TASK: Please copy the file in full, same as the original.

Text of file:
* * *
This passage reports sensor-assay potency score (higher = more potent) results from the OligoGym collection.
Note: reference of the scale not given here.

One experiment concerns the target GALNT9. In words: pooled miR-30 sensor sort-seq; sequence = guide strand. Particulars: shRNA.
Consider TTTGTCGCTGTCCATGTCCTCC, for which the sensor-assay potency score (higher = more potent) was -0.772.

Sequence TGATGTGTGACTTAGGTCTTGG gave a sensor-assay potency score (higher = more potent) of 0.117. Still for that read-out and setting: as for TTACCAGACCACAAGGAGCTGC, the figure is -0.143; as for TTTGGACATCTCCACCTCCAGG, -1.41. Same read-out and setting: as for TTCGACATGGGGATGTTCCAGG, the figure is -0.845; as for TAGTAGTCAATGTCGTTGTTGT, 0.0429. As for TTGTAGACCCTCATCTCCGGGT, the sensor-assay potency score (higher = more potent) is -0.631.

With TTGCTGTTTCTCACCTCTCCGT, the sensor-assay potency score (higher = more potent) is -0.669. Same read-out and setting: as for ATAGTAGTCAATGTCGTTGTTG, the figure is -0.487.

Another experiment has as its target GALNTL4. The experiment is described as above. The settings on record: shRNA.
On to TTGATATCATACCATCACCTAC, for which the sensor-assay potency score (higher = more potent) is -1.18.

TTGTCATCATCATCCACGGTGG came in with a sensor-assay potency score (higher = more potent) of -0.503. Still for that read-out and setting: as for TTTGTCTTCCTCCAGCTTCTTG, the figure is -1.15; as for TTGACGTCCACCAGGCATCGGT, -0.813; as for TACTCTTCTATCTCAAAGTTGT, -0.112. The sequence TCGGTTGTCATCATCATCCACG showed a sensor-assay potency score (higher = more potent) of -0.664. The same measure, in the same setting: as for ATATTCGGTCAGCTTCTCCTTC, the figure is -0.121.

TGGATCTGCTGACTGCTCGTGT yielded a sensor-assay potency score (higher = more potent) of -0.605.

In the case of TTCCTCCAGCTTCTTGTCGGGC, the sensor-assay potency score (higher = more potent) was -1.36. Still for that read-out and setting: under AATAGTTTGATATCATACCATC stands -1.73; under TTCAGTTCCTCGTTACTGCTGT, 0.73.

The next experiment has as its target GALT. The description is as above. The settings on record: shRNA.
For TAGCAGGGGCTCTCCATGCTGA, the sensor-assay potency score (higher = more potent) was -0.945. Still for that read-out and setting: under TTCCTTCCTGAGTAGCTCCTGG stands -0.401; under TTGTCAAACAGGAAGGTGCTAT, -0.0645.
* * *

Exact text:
This passage reports sensor-assay potency score (higher = more potent) results from the OligoGym collection.
Note: reference of the scale not given here.

One experiment concerns the target GALNT9. In words: pooled miR-30 sensor sort-seq; sequence = guide strand. Particulars: shRNA.
Consider TTTGTCGCTGTCCATGTCCTCC, for which the sensor-assay potency score (higher = more potent) was -0.772.

Sequence TGATGTGTGACTTAGGTCTTGG gave a sensor-assay potency score (higher = more potent) of 0.117. Still for that read-out and setting: as for TTACCAGACCACAAGGAGCTGC, the figure is -0.143; as for TTTGGACATCTCCACCTCCAGG, -1.41. Same read-out and setting: as for TTCGACATGGGGATGTTCCAGG, the figure is -0.845; as for TAGTAGTCAATGTCGTTGTTGT, 0.0429. As for TTGTAGACCCTCATCTCCGGGT, the sensor-assay potency score (higher = more potent) is -0.631.

With TTGCTGTTTCTCACCTCTCCGT, the sensor-assay potency score (higher = more potent) is -0.669. Same read-out and setting: as for ATAGTAGTCAATGTCGTTGTTG, the figure is -0.487.

Another experiment has as its target GALNTL4. The experiment is described as above. The settings on record: shRNA.
On to TTGATATCATACCATCACCTAC, for which the sensor-assay potency score (higher = more potent) is -1.18.

TTGTCATCATCATCCACGGTGG came in with a sensor-assay potency score (higher = more potent) of -0.503. Still for that read-out and setting: as for TTTGTCTTCCTCCAGCTTCTTG, the figure is -1.15; as for TTGACGTCCACCAGGCATCGGT, -0.813; as for TACTCTTCTATCTCAAAGTTGT, -0.112. The sequence TCGGTTGTCATCATCATCCACG showed a sensor-assay potency score (higher = more potent) of -0.664. The same measure, in the same setting: as for ATATTCGGTCAGCTTCTCCTTC, the figure is -0.121.

TGGATCTGCTGACTGCTCGTGT yielded a sensor-assay potency score (higher = more potent) of -0.605.

In the case of TTCCTCCAGCTTCTTGTCGGGC, the sensor-assay potency score (higher = more potent) was -1.36. Still for that read-out and setting: under AATAGTTTGATATCATACCATC stands -1.73; under TTCAGTTCCTCGTTACTGCTGT, 0.73.

The next experiment has as its target GALT. The description is as above. The settings on record: shRNA.
For TAGCAGGGGCTCTCCATGCTGA, the sensor-assay potency score (higher = more potent) was -0.945. Still for that read-out and setting: under TTCCTTCCTGAGTAGCTCCTGG stands -0.401; under TTGTCAAACAGGAAGGTGCTAT, -0.0645.